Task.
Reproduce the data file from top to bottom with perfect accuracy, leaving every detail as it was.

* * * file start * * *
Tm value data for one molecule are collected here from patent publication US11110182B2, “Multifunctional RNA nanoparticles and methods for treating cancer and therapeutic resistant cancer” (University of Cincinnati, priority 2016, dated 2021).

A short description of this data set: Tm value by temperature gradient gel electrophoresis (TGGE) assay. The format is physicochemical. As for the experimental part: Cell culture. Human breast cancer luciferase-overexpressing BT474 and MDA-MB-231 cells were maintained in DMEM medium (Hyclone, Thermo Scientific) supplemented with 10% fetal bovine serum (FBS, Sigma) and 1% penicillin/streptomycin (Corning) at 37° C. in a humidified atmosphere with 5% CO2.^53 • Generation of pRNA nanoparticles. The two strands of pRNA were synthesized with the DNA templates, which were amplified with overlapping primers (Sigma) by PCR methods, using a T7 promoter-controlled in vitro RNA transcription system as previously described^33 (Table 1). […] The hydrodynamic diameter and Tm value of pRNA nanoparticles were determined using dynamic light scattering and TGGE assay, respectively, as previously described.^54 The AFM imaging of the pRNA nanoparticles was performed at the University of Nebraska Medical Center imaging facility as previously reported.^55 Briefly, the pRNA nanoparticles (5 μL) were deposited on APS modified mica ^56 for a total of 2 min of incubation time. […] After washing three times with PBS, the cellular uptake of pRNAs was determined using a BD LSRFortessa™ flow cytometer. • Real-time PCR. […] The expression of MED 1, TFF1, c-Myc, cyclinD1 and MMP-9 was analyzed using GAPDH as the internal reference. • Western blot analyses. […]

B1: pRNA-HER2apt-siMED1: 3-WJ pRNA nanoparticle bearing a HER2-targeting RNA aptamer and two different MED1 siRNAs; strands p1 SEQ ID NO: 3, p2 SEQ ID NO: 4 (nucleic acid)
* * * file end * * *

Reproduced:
Tm value data for one molecule are collected here from patent publication US11110182B2, “Multifunctional RNA nanoparticles and methods for treating cancer and therapeutic resistant cancer” (University of Cincinnati, priority 2016, dated 2021).

A short description of this data set: Tm value by temperature gradient gel electrophoresis (TGGE) assay. The format is physicochemical. As for the experimental part: Cell culture. Human breast cancer luciferase-overexpressing BT474 and MDA-MB-231 cells were maintained in DMEM medium (Hyclone, Thermo Scientific) supplemented with 10% fetal bovine serum (FBS, Sigma) and 1% penicillin/streptomycin (Corning) at 37° C. in a humidified atmosphere with 5% CO2.^53 • Generation of pRNA nanoparticles. The two strands of pRNA were synthesized with the DNA templates, which were amplified with overlapping primers (Sigma) by PCR methods, using a T7 promoter-controlled in vitro RNA transcription system as previously described^33 (Table 1). […] The hydrodynamic diameter and Tm value of pRNA nanoparticles were determined using dynamic light scattering and TGGE assay, respectively, as previously described.^54 The AFM imaging of the pRNA nanoparticles was performed at the University of Nebraska Medical Center imaging facility as previously reported.^55 Briefly, the pRNA nanoparticles (5 μL) were deposited on APS modified mica ^56 for a total of 2 min of incubation time. […] After washing three times with PBS, the cellular uptake of pRNAs was determined using a BD LSRFortessa™ flow cytometer. • Real-time PCR. […] The expression of MED 1, TFF1, c-Myc, cyclinD1 and MMP-9 was analyzed using GAPDH as the internal reference. • Western blot analyses. […]

B1: pRNA-HER2apt-siMED1: 3-WJ pRNA nanoparticle bearing a HER2-targeting RNA aptamer and two different MED1 siRNAs; strands p1 SEQ ID NO: 3, p2 SEQ ID NO: 4 (nucleic acid)